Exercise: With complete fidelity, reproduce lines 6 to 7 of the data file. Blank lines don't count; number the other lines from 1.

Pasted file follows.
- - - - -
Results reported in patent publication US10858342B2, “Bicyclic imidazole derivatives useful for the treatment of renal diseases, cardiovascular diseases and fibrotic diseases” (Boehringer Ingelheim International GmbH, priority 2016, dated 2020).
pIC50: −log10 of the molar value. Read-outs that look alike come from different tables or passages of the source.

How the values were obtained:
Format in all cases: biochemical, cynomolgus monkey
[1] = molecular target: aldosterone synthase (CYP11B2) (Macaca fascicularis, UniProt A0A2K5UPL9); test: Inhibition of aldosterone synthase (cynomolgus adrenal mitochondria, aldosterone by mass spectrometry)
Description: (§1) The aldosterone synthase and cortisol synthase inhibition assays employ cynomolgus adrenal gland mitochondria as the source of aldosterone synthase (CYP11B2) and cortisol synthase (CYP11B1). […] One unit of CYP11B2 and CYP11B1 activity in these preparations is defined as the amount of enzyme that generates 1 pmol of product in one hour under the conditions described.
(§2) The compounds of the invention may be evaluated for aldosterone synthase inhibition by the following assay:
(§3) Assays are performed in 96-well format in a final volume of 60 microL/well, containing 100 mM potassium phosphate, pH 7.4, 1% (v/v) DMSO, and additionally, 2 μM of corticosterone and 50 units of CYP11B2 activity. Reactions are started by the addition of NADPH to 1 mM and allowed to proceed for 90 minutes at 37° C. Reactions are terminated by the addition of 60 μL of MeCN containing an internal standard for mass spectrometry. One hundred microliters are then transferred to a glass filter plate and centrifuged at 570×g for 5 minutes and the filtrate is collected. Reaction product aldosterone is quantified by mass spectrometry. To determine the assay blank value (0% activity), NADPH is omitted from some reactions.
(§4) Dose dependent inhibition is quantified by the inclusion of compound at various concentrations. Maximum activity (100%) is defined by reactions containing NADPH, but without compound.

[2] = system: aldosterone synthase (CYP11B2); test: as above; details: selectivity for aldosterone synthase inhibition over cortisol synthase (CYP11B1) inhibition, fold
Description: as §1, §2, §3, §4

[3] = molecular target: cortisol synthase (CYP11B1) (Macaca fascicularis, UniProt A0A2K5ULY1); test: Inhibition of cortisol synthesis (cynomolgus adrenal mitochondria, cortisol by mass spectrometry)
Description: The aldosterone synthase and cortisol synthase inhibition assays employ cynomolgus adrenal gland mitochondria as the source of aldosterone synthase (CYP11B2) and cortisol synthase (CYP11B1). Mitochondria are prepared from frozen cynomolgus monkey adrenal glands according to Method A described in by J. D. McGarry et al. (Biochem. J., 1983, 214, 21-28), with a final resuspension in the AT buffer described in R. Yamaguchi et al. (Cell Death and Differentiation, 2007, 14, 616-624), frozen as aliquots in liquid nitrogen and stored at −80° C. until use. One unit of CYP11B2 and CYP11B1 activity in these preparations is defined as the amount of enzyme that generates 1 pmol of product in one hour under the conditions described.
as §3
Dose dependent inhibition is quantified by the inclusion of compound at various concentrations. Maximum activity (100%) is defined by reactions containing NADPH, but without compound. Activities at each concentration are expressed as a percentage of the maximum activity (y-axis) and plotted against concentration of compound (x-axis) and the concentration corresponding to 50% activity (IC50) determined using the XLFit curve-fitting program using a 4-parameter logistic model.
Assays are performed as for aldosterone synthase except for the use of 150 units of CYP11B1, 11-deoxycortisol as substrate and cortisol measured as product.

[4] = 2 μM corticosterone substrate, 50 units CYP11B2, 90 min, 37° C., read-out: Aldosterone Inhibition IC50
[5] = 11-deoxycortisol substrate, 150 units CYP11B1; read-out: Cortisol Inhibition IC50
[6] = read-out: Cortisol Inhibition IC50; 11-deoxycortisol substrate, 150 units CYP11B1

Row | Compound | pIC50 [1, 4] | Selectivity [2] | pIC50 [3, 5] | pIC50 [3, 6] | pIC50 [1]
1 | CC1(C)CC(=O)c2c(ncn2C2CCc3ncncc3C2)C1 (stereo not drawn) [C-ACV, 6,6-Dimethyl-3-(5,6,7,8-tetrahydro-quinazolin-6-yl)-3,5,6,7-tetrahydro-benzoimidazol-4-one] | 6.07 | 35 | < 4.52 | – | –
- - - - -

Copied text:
Description: (§1) The aldosterone synthase and cortisol synthase inhibition assays employ cynomolgus adrenal gland mitochondria as the source of aldosterone synthase (CYP11B2) and cortisol synthase (CYP11B1). […] One unit of CYP11B2 and CYP11B1 activity in these preparations is defined as the amount of enzyme that generates 1 pmol of product in one hour under the conditions described.
(§2) The compounds of the invention may be evaluated for aldosterone synthase inhibition by the following assay: